Timber and Design Trends in Southeast Asian Furniture

Based on a presentation by Michael Buckley at the American Hardwood Convention in Chongqing, China, in June.


During the ASEAN round of furniture shows in March this year, a number of trends were observed:

Raw (unfinished) wood and grey colours were predominant, and the most popular temperate wood for furniture is Oak, which is almost everywhere. The fashion for Walnut remains strong and the growth of Tulipwood in Asia is noticeable. Recycling of wood for furniture is increasing, albeit a minor trend. Distressed surfaces, such as cement and metal infill (as in marquetry) are now also more common. Outdoor furniture is moving away from wood as other materials and contemporary designs increasingly ignore wood. And finally there seems to be a wide discrepancy in the furniture industry towards environmental issues, country by country. In other perceived trends, the use of geometric furniture designs is beginning to appear.

Geometric design from Kenkoon in Thailand

In considering the future of design in the region manufacturers continue to view the USA as a key export market for furniture, so that its tastes will still continue to be an influence. The European market is more or less important to some ASEAN producers – less to Malaysia, more to Vietnam, which also influences styles. Intra-Asian demand is still on the upturn, which means that an Asian flavour may, or at least should, increase in popularity. The future is all about design on a new level as ASEAN manufacturers move increasingly from the OEM to ODM principle; and design will become ever more important as the average residence gets smaller and space-saving solutions and smart furniture becomes essential to modern life.  Finally, from the evidence of the 2016 shows, wood is certainly here to stay as a key material.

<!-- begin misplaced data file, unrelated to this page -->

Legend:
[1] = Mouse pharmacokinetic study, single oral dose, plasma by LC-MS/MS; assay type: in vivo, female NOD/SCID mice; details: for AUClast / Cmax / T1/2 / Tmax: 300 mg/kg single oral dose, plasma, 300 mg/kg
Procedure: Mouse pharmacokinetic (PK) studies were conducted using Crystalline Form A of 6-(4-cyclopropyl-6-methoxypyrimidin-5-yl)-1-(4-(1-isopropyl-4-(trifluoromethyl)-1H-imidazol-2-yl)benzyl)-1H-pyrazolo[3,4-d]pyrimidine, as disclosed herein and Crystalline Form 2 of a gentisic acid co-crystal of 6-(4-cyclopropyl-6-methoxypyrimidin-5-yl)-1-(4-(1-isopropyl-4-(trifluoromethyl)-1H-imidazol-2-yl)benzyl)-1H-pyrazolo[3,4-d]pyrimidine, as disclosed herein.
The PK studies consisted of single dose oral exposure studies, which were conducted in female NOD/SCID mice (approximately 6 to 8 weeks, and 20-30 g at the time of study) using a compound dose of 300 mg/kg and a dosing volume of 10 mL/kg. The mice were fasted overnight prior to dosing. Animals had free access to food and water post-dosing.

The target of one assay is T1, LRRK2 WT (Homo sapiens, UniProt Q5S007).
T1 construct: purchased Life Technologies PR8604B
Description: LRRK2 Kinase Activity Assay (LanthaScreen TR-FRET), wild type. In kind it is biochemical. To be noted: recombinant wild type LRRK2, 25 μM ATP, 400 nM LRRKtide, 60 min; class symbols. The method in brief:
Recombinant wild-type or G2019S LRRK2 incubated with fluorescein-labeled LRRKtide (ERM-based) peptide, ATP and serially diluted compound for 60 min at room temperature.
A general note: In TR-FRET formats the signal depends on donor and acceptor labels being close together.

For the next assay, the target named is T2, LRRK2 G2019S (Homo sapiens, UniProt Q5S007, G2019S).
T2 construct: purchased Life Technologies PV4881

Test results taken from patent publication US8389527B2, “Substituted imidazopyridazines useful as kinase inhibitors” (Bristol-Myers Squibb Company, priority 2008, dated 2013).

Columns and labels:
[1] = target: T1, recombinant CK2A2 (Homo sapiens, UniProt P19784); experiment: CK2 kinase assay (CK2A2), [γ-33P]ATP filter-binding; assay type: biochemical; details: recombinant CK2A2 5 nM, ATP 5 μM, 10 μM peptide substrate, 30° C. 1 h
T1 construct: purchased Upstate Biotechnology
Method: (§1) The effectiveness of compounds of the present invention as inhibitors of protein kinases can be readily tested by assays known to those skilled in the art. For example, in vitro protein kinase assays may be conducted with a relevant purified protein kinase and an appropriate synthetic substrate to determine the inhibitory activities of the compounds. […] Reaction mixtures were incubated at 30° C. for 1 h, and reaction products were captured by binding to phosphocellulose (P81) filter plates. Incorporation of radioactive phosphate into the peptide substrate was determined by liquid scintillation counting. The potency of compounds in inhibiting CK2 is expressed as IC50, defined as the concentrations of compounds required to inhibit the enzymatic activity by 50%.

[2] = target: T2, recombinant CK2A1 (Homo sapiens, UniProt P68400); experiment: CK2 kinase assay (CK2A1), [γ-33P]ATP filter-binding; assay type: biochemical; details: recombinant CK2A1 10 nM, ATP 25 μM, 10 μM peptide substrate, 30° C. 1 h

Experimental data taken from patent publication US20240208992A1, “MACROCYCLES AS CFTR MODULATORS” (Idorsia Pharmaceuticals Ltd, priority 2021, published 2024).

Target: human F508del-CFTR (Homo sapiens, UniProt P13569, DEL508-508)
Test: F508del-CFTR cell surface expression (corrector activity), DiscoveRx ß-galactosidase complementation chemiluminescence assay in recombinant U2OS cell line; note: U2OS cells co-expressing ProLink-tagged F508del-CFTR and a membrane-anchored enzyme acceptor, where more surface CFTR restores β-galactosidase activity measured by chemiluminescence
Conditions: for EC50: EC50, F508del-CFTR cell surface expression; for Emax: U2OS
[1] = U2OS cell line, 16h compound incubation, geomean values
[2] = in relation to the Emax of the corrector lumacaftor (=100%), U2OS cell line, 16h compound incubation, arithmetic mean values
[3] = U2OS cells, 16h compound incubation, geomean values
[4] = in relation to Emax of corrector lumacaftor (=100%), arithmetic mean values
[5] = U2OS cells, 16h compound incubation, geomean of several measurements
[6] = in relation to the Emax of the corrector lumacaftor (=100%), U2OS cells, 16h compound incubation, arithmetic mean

Living furniture in Walnut by Cellini, Singapore


American Tulipwood extensively used by STEP Furniture from Malaysia

It should be noted that, based on those in Malaysia, Indonesia, Singapore and Vietnam, the shows are not entirely representative of their respective industry or markets as many major players, both buyers and manufacturers, were absent for various reasons.  There are also huge variations between the shows in terms of styles and target markets.


A version of this article was first published in Panels & Furniture Asia (Sept/Oct)